University of Warwick: Using digital flash glucose monitoring for people with diabetes & COVID-19 frees up NHS resources

People with diabetes are at a higher risk of poor outcomes and severe illness if they develop COVID-19, they need careful glucose monitoring to ensure appropriate glycaemic control during a period of any acute illness, including due to COVID-19.

In order to support the management of these patients at UHCW, digital flash glucose monitoring devices were used as part of a nationally leading research project. Researchers from WMG at the University of Warwick, and UHCW evaluated the benefits of this trailblazing research.Caption: A digital flash glucose monitoring system

They found that patients were able to be monitored as effectively as using traditional methods, such as finger pricks and time was saved enabling staff to car for more patients.

Professor Theo Arvanitis from WMG, University of Warwick comments:
“Traditional ways of measuring glucose levels are time consuming and put pressure on resources especially when under pressure from the pandemic, therefore the use of flash glucose monitoring can help free up resources.

“We are pleased to have carried out the first pilot inpatient use of digital flash glucose monitors in an NHS hospital. Overall, there are strong arguments for the inpatient use of these devices in the COVID-19 setting, as we have found that this approach if effective in monitoring patients and can help NHS workers when resources are tight.”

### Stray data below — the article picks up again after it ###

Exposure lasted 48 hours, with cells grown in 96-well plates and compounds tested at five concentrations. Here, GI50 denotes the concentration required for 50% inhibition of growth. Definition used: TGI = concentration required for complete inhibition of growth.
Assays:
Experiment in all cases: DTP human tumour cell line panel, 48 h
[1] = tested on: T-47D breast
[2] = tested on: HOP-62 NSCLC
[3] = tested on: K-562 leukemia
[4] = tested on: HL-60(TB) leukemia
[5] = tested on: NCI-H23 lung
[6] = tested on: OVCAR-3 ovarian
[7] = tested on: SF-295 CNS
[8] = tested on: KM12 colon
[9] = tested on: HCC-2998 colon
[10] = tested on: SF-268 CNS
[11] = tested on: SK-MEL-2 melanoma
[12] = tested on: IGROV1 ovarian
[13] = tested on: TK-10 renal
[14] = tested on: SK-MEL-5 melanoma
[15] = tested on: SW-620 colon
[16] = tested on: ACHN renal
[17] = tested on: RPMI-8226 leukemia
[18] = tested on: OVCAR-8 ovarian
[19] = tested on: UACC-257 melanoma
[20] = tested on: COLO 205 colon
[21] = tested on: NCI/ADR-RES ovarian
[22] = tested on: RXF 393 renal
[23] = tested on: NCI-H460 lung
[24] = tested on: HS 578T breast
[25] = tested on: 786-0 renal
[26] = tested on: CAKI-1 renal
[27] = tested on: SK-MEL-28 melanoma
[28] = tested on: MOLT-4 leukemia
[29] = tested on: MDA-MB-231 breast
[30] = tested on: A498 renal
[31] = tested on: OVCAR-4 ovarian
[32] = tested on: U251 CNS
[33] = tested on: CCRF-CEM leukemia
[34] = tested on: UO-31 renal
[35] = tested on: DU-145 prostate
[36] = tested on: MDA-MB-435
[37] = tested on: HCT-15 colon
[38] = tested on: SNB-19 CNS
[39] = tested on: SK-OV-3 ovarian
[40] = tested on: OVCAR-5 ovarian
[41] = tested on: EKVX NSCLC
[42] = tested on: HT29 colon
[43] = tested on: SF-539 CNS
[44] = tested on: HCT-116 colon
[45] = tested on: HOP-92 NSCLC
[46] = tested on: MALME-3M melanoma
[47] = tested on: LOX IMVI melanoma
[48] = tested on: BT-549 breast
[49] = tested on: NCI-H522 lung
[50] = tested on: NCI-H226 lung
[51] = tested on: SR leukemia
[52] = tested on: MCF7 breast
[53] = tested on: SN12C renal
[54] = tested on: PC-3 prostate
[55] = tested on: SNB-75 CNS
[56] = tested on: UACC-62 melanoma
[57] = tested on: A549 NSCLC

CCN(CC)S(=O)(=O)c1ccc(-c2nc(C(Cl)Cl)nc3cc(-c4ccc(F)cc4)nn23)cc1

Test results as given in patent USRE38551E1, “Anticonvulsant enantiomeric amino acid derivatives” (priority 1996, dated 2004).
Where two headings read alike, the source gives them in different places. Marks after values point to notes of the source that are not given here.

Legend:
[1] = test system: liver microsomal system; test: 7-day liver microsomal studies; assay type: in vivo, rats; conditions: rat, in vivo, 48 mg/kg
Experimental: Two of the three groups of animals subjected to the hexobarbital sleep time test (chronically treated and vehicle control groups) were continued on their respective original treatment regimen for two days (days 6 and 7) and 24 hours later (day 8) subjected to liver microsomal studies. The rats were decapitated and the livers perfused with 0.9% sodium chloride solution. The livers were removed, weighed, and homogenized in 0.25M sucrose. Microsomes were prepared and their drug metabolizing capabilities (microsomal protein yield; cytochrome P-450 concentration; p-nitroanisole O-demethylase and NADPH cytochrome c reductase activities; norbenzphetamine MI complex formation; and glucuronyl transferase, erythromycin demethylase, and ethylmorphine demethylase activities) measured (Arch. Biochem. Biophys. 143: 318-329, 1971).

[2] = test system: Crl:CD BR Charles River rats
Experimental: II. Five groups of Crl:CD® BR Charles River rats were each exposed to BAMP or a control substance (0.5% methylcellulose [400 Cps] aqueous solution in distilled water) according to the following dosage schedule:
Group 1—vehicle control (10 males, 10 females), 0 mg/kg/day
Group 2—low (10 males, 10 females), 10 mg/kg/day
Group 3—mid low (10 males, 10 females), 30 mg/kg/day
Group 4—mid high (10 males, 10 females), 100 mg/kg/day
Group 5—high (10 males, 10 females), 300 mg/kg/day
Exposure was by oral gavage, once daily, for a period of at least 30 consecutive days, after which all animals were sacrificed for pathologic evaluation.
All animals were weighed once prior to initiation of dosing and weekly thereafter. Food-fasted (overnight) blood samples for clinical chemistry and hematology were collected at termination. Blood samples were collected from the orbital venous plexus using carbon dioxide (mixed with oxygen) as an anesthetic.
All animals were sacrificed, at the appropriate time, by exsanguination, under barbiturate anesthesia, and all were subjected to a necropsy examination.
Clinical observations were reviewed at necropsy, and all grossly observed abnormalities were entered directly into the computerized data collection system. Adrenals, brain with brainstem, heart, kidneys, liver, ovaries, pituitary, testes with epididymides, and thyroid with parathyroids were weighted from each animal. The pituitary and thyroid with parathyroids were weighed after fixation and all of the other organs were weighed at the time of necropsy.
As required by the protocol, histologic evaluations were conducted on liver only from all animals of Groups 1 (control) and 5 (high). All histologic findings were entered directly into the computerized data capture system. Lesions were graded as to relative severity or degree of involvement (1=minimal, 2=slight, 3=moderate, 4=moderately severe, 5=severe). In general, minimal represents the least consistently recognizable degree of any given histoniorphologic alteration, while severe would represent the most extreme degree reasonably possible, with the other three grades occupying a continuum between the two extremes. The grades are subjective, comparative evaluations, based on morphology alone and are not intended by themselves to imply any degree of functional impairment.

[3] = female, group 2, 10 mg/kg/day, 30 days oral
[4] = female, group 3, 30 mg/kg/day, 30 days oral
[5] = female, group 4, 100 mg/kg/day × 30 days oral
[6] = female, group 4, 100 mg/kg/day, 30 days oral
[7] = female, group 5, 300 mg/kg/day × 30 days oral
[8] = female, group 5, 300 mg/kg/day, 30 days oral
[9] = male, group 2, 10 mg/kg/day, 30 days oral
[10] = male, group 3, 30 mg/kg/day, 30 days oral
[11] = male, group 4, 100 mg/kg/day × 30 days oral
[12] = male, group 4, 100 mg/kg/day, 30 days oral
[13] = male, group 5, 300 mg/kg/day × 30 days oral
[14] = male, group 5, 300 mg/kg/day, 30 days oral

Professor Harpal Randeva from UHCW NHS Trust comments:
“The use of these devices frees nursing time, allows closer monitoring of patients and is popular with them. Building on this evaluation we have now offered devices to over 400 patients with diabetes and COVID-19 and feel this project represents a key step-change in providing care for people with diabetes in hospital. This approach builds on UHCW NHS Trusts Vision of being a National and International leader in healthcare, with a clear focus on world leading digital technology”

Professor Sailesh Sankar from UHCW NHS Trust added:
“Innovation is at the heart of providing the best quality care for people with diabetes. Whilst these devices have been used in the outpatient context, we have achieved the widespread use of devices in an inpatient benefiting both patients and staff. We hope others nationally can learn from this project” The monitor works by measuring glucose from interstitial space, rather than from the blood. They are applied to the patient’s skin and measure glucose levels every 15 minutes for up to 14 days. The glucose levels are then easily read by placing an electronic reader or smartphone over the device, which is more convenient and less invasive than finger-prick monitoring.

Data was gathered from patients who were monitored during their stays, the data was then analysed, and potential associations were explored between relevant parameters, including time in hypoglycaemia, hyperglycaemia, and in range, glycated haemoglobin (HbA1c), average glucose, body mass index (BMI), and length of stay.

Percentage of time in hyperglycaemia exhibited significant associations with both percentage of time in hypoglycaemia and percentage of time in range.

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